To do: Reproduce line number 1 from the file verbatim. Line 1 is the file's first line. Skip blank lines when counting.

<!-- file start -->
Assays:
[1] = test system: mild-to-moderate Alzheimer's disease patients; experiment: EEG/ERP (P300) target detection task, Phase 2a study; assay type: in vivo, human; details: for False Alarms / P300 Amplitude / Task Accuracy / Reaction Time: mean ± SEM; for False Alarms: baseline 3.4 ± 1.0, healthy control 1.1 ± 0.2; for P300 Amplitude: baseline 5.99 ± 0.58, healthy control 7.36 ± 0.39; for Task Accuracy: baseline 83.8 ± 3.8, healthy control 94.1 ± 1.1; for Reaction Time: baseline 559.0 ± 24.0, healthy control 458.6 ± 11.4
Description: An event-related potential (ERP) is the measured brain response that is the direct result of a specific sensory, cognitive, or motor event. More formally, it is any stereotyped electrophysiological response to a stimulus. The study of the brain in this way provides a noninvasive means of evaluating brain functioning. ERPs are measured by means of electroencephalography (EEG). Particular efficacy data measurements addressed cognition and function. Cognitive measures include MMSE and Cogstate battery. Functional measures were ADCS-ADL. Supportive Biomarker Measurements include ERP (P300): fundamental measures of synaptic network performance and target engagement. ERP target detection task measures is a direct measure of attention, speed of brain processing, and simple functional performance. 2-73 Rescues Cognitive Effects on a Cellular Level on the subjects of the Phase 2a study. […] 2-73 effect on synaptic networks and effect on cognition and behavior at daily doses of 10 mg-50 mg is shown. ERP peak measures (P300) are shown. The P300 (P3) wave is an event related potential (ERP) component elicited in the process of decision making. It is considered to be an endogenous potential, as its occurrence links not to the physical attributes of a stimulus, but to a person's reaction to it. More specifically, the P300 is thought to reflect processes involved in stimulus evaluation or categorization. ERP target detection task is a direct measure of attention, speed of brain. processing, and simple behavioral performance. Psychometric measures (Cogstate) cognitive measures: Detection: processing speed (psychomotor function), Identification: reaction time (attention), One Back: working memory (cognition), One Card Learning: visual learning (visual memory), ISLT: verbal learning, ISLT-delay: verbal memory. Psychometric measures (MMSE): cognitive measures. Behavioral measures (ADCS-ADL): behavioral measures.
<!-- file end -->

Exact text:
Assays: